Look at the 2017 Emmy nominations, and you’ll notice a common theme: It’s stacked with women-centric shows, especially ones with a message. With multiple nominations for the women behind and in front of the camera on shows like The Handmaid’s Tale, Big Little Lies, Feud, Veep, Grace and Frankie, This Is Us, and Orange Is the New Black, it’s clear we’re truly in a golden age of television.
That said, while we’ve certainly made progress, there’s still work to be done. A study released just this week revealed that 68 percent of the TV shows that aired between September 2016 to May 2017 had more men than women on their casts, and female characters accounted for just 42 percent of speaking roles. The good news: There are women in Hollywood, many of them nominated for Emmys this year, who are working hard to see those numbers change.
To celebrate them—and discuss how to make even more progress on television—Glamour partnered with Tory Burch to host a luncheon at the brand’s boutique on Rodeo Drive in Los Angeles. Along with our editor-in-chief, Cindi Leive, co-hosts for the event included Alison Brie, America Ferrera, Natalia Dyer, Priyanka Chopra, Samira Wiley, and Shonda Rhimes.
Before guests were served food from Phuong Tran of Croft Alley, Leive gave a Veuve Clicquot toast to the Emmy nominees in the room—which included Felicity Huffman, Samira Wiley, Lena Waithe, Wanda Sykes, Laverne Cox, and Shannon Purser. “Most of all, I want to thank all of you for making shows that feature so many great female characters,” Leive said, before adding, “And women who get to actually do things!”
During the meal, the group discussed what they most want to see happen on TV next year. Master of None‘s Lena Waithe hopes to see “a black, lesbian lead character on a TV show. Hopefully, I’ll be the one writing it.” But her goals for 2018 don’t stop there: She also wants a series about a transgender person in love to show “more trans normalcy on television.”
Similarly, Laverne Cox’s wish for 2018 is to see more transgender representation—specifically, “a show starring a transgender woman created by a transgender person with transgender people writing.”
Like Waithe, Inhumans star Serinda Swan sees 2018 as a time to increase the diversity of stories being told—without treating the characters as an “other.” “I want to see more interesting, diverse characters, but I don’t want it to be something new anymore,” she explained. “In 2018, I want it to be commonplace, not [considered to be] pushing the boundaries. I just want to see the exceptional become normal and have everyone see that as well.”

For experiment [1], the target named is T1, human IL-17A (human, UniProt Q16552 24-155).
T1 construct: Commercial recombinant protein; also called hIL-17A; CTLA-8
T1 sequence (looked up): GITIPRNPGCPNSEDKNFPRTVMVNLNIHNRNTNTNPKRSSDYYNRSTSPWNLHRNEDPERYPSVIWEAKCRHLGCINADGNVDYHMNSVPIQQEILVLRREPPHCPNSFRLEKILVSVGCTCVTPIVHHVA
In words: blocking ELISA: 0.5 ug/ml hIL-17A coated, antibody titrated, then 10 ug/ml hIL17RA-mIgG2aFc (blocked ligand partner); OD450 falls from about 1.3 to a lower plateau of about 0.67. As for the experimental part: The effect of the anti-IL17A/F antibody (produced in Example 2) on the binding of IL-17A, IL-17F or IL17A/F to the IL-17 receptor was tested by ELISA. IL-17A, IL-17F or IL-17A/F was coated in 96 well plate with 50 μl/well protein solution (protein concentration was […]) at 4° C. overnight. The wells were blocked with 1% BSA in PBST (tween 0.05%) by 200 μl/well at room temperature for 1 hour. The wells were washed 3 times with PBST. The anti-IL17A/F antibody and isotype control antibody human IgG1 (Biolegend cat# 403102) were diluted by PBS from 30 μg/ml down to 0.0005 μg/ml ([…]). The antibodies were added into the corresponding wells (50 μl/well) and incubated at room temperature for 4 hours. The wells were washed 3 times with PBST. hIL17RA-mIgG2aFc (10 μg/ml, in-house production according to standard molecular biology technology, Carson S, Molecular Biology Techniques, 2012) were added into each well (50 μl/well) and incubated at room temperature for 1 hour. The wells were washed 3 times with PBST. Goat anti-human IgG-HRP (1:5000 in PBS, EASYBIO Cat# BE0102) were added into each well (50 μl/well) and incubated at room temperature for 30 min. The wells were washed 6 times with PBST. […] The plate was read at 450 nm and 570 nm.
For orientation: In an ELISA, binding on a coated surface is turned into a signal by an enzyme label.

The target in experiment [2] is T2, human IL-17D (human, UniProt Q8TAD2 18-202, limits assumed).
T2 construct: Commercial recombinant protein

Stranger Things and Riverdale star Shannon Purser agrees. “I would like to see more plus-size women as romantic interests because I don’t think we see enough of that,” she said. “I’d also like to see more mental health representation. I think it’s a very important issue and one that when it is talked about people are always so grateful to have that type of visibility. I would love to see somebody tackle that in a way that’s real and respectful.”
All the women gathered at the luncheon voiced their desire to see increased visibility. Or as Queen Sugar star Dawn-Lyen Gardner put it, “I think if I boiled it down to one thing, it would be that women-centric shows don’t just draw one demographic.”
“I always just want to see things that inspire unity on television,” The Walking Dead‘s Lauren Cohan explained. “The more I can see us finding connection and oneness, the more inspired I am to create more of the same.”
Speaking of inspiration, Stranger Things‘ Natalia Dyer had an inspired idea for her show’s third season. “We need more musicals on TV. A Stranger Things musical episode—let’s make it happen! I can carry a tune and learn the moves. I’ll put in the work.”
Sadly, once these conversations—and the amazing dessert—had wrapped, guests had to be on to their way (in style with Cadillac CT6 sedans)—but not before picking up a gift bag, which included a Tory Burch watch, a copy of the Glamour October issue, and Beautycounter lip gloss, mascara, and face oil. After that, it was on to the next Emmy event—and world domination, probably.